It’s a real special treat for those in the know.

Album Review: The Frogs, ‘It’s Only Right and Natural’

Umm… Let’s see… How to properly describe The Frogs’ music?


I’ll give it a try, though:

Tongue-in-cheek yet infectious and concise pop-rock-pseudo-punk-psychedelic-folk music; a mix between the Marx Brothers, The Mothers of Invention, Captain Beefheart, and everything else in between.

Enough with wordiness and redundancy: if you like good ol’ rock ‘n’ roll and have a sense of humor, then you’re in for a real treat.

Track listing:

1. “I’ve Got Drugs (Out of the Mist)” – 2:20
2. “I Don’t Care If U Disrespect Me (Just So You Love Me)” – 2:04
3. “Hot Cock Annie” – 2:19
4. “These Are the Finest Queen Boys (I’ve Ever Seen)” – 2:12
5. “Rosy Jack World” – 2:23
6. “Someone’s Pinning Me to the Ground” – 1:44
7. “Baby Greaser George” – 1:54
8. “(Thank God I Died in) The Car Crash” – 2:12
9. “Gather ‘Round for Savior #2” – 2:35
10. “Richard Dick Richards” – 1:40
11. “Men (Come on Men)” – 2:39
12. “Dykes Are We” – 3:02
13. “Been a Month Since I Had a Man” – 2:27
14. “Homos” – 1:55

The left behind

I have always thought it to be extremely sinful that almost nobody mentions or know much about Pete Wylie these days. Along with Ian McCulloch and Julian Cope he was part or the infamous ensemble ‘The Crucial Three’ in the late 1970’s - a group that served as foundation for future acts Echo & The Bunnymen and The Teardrop Explodes, respectively. Wylie and his band The Wah! Heat were one of the first to dabble with the concept of blending psychedelia with Punk’s DIY attitude. Their album ‘Nah = Poo — The Art of Bluff’ is hair-raising.


Track listing:

1. Wind Up
2. Otherboys
3. Why’d You Imitate The Cut Out
4. Mission Impossible
5. Somesay
6. Seven Thousand Names Of Wah
7. Sleep (A Lullaby For Josie)
8. Seven Minutes To Midnight
9. Death Of Wah
10. Forget The Down
11. Checkmate Syndrome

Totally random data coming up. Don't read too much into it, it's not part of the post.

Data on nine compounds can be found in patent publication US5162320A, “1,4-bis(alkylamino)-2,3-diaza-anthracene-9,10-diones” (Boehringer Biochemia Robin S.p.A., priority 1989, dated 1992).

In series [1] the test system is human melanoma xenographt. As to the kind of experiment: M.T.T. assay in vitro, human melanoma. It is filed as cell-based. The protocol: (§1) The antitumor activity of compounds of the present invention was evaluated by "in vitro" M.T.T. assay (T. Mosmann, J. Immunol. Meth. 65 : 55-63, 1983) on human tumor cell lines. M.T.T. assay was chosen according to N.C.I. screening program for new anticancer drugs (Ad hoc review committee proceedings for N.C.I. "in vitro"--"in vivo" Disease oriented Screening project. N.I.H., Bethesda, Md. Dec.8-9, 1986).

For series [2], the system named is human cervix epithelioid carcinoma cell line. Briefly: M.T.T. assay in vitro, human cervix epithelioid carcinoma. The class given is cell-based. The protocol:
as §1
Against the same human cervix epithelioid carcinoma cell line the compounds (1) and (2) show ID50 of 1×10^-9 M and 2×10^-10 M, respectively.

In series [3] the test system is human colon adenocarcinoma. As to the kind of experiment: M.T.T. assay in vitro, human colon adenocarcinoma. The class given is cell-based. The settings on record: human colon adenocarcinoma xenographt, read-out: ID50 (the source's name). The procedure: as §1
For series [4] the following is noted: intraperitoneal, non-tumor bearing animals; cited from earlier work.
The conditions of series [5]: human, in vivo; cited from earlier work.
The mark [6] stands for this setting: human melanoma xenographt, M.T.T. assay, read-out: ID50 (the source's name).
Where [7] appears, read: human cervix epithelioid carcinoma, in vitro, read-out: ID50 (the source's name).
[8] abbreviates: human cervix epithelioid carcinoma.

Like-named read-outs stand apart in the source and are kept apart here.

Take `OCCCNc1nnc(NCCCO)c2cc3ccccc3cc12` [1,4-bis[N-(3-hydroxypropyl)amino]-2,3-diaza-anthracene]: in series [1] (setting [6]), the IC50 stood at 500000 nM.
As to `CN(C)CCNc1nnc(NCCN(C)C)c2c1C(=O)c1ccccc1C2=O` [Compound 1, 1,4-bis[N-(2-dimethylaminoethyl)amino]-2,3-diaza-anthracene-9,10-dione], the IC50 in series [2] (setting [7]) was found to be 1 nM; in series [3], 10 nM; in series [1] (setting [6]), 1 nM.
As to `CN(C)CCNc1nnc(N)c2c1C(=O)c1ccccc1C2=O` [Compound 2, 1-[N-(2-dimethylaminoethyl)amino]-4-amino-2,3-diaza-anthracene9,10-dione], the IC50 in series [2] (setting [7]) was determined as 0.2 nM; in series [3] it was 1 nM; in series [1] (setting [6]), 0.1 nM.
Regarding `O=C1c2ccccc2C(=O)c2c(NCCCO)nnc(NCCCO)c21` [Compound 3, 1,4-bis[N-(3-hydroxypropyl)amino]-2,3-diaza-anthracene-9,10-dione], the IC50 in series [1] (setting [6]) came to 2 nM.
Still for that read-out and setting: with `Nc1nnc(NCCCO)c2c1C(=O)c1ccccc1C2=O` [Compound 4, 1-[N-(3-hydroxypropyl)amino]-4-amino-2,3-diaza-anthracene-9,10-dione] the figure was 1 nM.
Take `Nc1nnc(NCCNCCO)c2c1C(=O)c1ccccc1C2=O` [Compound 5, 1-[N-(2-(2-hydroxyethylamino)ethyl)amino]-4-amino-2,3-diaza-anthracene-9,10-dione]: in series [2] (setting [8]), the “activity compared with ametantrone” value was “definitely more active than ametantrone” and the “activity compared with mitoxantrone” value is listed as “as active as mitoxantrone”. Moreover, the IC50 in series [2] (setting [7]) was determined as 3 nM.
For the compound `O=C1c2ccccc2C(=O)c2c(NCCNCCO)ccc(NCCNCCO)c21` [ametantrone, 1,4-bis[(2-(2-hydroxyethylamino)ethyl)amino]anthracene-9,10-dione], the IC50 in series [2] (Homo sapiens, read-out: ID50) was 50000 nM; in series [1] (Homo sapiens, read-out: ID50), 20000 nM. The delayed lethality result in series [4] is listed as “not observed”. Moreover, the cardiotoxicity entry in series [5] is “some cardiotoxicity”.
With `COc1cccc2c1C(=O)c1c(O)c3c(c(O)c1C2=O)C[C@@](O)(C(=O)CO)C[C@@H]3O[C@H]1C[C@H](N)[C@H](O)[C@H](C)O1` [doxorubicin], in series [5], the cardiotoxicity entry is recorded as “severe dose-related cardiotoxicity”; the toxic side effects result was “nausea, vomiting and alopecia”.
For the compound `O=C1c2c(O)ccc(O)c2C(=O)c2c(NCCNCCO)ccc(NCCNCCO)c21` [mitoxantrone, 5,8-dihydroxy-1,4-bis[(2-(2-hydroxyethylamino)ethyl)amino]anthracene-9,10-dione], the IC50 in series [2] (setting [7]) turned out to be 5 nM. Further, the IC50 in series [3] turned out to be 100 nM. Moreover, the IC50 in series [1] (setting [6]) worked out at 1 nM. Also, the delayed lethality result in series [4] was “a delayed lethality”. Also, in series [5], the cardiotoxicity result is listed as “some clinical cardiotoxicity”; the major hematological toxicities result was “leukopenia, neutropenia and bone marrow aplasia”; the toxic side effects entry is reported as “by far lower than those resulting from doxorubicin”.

12. Other Boys
13. Seven Thousand Names Of Wah
14. Seven Minutes To Midnight
15. Forget The Down
16. Somesay

Album Review: The Pandoras, ‘It’s About Time’

The Pandoras were a Californian band from the eighties heavily influenced by the sixties “punk-garage” and part of the so-called Paisley Underground movement. Their first album It’s About Time sounds like The Shangri-Las on speed and is replete with guitar fuzz effects and Farfisa-style attacks à la Daryl Hooper. The record features uncompromised songwriting and is driven by an all-out adrenaline surge that spellbinds the listener from the get-go. Songs like “It’s About Time” , “I Live My Life”, and “Want Need Love” are almost instant classics. This certainly is one of those records which get better with the passing of the years.

Track listing:

1. Hot Generation
2. You Don’t Satisfy
3. It’s About Time
4. I Want Him
5. James
6. He’s Not Far
7. Haunted Beach Party
8. The Hump
9. I Live My Life
10. Want Need Love
11. It Ain’t True
12. High on a Cloud
13. Cry on My Own
14. Going His Way
15. I’m Here, I’m Gone
16. That’s Your Way Out
17. Why Listen
18. You Lie [#] Listen
19. You Ain’t No Friend of Mine [#]
20. I Want My Caveman [#]

all write is a blog by alex ferreira. it is in fact a continuation of his why write? blog.